They were treated in hospital for wounds to their forearms and released. Scown also had a bite on his leg. The injuries were not serious.

The men said that once they cleaned up and hiked back to their truck, they could see bear tracks that indicated the animal had been following them the previous day.

The men show a rip in their tent caused by the grizzly. (CBC)
"I firmly believe she was hunting us," said Scown.

Hebert says the attack also dispelled a hunter's myth for him.

"Once you go to sleep in your tent … it's not going to see your tent as a threat," Hebert said. "But that's not the case anymore."



If they had pistols, they might have had a better chance.


Ya nice and easy to get a shot off but also a little risky in the dark in a tent. Bear spray may have wroked in this incident to, may have had to sniff a bit themselves but beign that close to the bear it should deter the taste of flesh.


When you're still in your tent, and a bear is biting you through it, it's NOT a very good idea to let a blast of bear spray off! :137:
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Re: Strict Gun Laws

Post by skydawg »

RichardWede wrote:
skydawg wrote:
mtnman1 wrote:
Bear attacks two sleeping B.C. men
Last Updated: Friday, October 16, 2009 | 8:07 PM PT Comments84Recommend35CBC News
Jeff Hebert, left, and Ken Scown were attacked by a grizzly bear while camping in B.C.'s East Kootenay region Wednesday morning. (CBC)
Two Nelson, B.C., men are recovering from wounds suffered in a grizzly bear attack earlier this week.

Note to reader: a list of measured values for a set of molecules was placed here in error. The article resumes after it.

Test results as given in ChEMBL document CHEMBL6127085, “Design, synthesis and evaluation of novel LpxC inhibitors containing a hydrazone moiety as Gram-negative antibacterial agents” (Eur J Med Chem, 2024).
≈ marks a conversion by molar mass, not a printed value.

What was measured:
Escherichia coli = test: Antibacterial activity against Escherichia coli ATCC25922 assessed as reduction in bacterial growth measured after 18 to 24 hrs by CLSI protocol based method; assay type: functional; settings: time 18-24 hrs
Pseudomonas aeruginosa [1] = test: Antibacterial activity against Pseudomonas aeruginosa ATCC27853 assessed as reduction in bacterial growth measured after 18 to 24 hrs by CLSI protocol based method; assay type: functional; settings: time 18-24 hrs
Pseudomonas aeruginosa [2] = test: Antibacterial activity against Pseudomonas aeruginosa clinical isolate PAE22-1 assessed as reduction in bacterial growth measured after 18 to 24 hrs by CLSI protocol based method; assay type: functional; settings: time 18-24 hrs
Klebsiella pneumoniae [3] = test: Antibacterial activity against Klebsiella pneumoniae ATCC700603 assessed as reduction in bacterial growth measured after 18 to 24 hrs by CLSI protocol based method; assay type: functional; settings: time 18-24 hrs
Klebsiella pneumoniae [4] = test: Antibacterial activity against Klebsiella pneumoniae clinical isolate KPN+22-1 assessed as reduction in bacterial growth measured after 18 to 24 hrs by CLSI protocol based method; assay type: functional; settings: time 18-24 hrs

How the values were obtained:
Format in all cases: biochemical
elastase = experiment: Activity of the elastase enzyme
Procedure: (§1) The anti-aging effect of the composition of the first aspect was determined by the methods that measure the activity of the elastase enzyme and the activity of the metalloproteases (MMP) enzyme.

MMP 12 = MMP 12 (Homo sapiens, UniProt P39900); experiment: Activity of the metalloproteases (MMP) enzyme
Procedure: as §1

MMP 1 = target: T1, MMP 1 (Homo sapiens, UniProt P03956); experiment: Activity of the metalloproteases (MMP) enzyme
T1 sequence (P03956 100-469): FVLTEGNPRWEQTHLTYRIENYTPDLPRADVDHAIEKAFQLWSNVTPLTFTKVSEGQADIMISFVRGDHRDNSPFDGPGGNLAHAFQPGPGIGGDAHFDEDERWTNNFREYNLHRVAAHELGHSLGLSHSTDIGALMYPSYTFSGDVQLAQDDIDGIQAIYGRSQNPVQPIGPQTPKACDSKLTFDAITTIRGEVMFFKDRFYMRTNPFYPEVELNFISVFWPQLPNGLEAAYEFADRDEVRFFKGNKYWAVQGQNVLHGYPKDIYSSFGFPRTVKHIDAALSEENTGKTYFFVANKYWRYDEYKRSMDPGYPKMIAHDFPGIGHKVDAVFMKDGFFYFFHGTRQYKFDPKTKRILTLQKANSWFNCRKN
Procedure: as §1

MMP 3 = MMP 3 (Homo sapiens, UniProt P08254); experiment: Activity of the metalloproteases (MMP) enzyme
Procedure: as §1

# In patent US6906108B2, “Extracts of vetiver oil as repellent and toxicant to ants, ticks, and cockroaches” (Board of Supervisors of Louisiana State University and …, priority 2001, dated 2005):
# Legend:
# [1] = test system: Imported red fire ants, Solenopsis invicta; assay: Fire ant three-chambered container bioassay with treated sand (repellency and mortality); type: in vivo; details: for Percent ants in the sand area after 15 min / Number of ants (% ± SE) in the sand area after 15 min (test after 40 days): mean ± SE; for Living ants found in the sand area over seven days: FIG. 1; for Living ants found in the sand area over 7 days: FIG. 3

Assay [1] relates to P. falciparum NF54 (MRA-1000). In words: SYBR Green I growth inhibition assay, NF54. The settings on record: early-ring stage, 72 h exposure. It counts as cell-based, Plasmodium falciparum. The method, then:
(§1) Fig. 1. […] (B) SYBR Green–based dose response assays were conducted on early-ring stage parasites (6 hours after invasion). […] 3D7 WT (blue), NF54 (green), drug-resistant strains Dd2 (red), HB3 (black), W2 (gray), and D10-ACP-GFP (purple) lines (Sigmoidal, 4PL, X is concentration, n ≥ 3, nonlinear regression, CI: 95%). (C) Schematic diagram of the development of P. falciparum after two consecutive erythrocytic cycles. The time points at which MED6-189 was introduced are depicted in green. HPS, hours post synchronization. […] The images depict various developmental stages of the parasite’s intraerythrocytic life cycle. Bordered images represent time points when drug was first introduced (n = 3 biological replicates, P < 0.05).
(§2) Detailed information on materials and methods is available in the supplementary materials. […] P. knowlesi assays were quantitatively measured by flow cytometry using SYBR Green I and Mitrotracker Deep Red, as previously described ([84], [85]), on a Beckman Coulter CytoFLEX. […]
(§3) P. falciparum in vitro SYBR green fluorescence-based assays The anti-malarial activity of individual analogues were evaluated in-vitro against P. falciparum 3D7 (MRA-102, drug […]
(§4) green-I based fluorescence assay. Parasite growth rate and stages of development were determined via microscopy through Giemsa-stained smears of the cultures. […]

Jeff Hebert and Ken Scown were on a hunting trip in the near Canal Flats in the East Kootenay region, about 300 kilometres southwest of Calgary, when they say a grizzly attacked them early Wednesday morning as they slept in their tent.

The animal — estimated to be two metres tall — jumped onto the tent, landing on Scown, while Hebert struggled to load his rifle in the dark.

"Right off the bat, [the bear] pinned me and bit me in the right leg, and she got me in the arm," said Scown.

Hebert shows a forearm wound where he was bitten by the grizzly. (CBC)
Hebert said he was trying to push the bear off Scown while Hebert was struggling to get a round into the rifle.

Hebert said they were, "being tossed in the tent like we were in the rodeo. "

"I closed the bolt on the gun, thinking I have a bullet in and pushed the bear up because I didn't want to shoot my friend," Hebert said.

Hebert thought he had a clear shot and squeezed the trigger, but only heard a "click." He had not pushed the bullet all the way into position in the gun.